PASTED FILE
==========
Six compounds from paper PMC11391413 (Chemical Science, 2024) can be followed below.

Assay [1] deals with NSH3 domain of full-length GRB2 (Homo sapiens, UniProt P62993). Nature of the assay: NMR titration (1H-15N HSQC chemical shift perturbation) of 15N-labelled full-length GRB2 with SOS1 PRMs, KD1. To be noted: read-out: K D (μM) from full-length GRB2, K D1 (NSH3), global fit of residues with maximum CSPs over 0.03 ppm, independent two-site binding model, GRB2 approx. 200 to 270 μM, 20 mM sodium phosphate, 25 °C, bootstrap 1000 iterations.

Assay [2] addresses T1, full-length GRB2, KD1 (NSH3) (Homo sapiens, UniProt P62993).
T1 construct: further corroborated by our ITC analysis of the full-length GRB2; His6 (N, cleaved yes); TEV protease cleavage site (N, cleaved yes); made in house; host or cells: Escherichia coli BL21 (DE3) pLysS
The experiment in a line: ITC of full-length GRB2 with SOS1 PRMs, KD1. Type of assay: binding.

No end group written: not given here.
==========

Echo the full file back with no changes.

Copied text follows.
Six compounds from paper PMC11391413 (Chemical Science, 2024) can be followed below.

Assay [1] deals with NSH3 domain of full-length GRB2 (Homo sapiens, UniProt P62993). Nature of the assay: NMR titration (1H-15N HSQC chemical shift perturbation) of 15N-labelled full-length GRB2 with SOS1 PRMs, KD1. To be noted: read-out: K D (μM) from full-length GRB2, K D1 (NSH3), global fit of residues with maximum CSPs over 0.03 ppm, independent two-site binding model, GRB2 approx. 200 to 270 μM, 20 mM sodium phosphate, 25 °C, bootstrap 1000 iterations.

Assay [2] addresses T1, full-length GRB2, KD1 (NSH3) (Homo sapiens, UniProt P62993).
T1 construct: further corroborated by our ITC analysis of the full-length GRB2; His6 (N, cleaved yes); TEV protease cleavage site (N, cleaved yes); made in house; host or cells: Escherichia coli BL21 (DE3) pLysS
The experiment in a line: ITC of full-length GRB2 with SOS1 PRMs, KD1. Type of assay: binding.

No end group written: not given here.